Yesterday morning I detached Colo. Taylor with a party to reconnoitre the Enemy; he returned late last night, informing me that a detachment of 800 of the British marched that morning from Charlotte, partly fott, partly Horse, with two pieces of Artillery, & that they took a rout between McKnits road & the River. In consequence of this I sent a Captain's command into that quarter, from whence I have had my intelligence. The Enemy are cajoling & flattering the People to take Paroles, & pursuing the same steps they did in South Carolina. This with the Panic of the People, is an alarming circumstance. They forage largely & carelessly below, & a few rifle light infantry companies might perhaps be of singular service, if you think it requisite & safe. if you detach them, I will endeavour to support them, the best of Guides may be had, & if the parties are small, may lie secure among the thickets & Morasses, & annoy the Enemy very considerably.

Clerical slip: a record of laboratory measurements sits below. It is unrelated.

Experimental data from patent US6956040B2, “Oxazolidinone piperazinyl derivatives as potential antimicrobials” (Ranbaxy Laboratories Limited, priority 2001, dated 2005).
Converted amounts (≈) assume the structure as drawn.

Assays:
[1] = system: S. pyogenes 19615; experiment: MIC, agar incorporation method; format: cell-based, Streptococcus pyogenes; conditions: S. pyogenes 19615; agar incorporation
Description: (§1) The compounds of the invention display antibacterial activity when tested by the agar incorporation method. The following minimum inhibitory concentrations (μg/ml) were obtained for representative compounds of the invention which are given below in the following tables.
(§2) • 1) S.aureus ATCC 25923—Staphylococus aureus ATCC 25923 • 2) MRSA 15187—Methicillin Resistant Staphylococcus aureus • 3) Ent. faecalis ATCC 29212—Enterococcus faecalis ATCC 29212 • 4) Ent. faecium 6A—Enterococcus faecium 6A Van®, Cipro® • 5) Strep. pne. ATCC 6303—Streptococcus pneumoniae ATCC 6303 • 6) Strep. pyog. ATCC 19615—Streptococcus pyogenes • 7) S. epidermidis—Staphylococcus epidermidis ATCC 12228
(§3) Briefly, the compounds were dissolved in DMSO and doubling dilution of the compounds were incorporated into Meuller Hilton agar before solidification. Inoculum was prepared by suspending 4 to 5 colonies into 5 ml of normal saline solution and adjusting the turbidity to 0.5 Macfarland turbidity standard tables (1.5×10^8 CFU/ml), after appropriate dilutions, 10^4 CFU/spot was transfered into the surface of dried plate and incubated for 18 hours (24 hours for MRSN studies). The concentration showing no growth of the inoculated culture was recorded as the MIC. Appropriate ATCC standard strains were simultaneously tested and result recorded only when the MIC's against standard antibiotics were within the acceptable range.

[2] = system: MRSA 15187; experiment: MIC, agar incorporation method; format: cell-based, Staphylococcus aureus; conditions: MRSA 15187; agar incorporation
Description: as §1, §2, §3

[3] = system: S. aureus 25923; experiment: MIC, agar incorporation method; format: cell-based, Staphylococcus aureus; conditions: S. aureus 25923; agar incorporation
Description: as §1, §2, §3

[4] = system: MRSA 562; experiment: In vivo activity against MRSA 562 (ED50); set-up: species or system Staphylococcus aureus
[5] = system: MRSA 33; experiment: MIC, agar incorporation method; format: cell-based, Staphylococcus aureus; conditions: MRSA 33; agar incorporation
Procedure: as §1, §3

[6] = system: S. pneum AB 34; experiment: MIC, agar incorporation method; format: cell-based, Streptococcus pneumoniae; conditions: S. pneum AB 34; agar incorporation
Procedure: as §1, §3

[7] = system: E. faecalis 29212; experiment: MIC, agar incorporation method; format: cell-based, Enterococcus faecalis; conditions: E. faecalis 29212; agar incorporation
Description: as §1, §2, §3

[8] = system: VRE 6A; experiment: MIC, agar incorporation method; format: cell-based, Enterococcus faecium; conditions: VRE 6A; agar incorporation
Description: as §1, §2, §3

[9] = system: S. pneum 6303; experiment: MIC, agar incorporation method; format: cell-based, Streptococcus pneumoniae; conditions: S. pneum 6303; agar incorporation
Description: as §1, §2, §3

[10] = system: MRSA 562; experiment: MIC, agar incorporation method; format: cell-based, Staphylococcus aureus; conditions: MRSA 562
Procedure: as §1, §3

Their paroling the People, bringing large quantities of liquor
I am happy to hear Capt. Dickinson was so fortunate; enterprizes of this kind keep the Enemy in continual alarm.